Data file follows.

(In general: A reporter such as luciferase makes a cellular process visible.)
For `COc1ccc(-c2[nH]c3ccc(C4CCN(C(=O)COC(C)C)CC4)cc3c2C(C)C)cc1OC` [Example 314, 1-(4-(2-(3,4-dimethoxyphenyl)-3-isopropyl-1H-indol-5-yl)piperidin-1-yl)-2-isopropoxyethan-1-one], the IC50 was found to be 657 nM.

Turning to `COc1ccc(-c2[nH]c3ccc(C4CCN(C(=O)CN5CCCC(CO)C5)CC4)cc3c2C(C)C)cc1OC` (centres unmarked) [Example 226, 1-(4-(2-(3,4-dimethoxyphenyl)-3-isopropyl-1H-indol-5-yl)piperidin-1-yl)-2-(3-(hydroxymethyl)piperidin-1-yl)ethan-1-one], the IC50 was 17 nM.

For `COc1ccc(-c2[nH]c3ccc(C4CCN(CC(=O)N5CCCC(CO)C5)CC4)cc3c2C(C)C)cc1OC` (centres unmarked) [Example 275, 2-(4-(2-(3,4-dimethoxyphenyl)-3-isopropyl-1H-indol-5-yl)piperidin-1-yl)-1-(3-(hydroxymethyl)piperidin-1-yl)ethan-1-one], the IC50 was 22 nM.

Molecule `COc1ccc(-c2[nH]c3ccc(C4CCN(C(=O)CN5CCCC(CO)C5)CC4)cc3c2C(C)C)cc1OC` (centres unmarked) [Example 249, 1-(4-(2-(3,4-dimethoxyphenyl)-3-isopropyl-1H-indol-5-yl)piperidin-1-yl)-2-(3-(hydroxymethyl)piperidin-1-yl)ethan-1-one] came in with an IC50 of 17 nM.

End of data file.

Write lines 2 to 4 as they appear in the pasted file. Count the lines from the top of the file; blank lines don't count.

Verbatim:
For `COc1ccc(-c2[nH]c3ccc(C4CCN(C(=O)COC(C)C)CC4)cc3c2C(C)C)cc1OC` [Example 314, 1-(4-(2-(3,4-dimethoxyphenyl)-3-isopropyl-1H-indol-5-yl)piperidin-1-yl)-2-isopropoxyethan-1-one], the IC50 was found to be 657 nM.

Turning to `COc1ccc(-c2[nH]c3ccc(C4CCN(C(=O)CN5CCCC(CO)C5)CC4)cc3c2C(C)C)cc1OC` (centres unmarked) [Example 226, 1-(4-(2-(3,4-dimethoxyphenyl)-3-isopropyl-1H-indol-5-yl)piperidin-1-yl)-2-(3-(hydroxymethyl)piperidin-1-yl)ethan-1-one], the IC50 was 17 nM.

For `COc1ccc(-c2[nH]c3ccc(C4CCN(CC(=O)N5CCCC(CO)C5)CC4)cc3c2C(C)C)cc1OC` (centres unmarked) [Example 275, 2-(4-(2-(3,4-dimethoxyphenyl)-3-isopropyl-1H-indol-5-yl)piperidin-1-yl)-1-(3-(hydroxymethyl)piperidin-1-yl)ethan-1-one], the IC50 was 22 nM.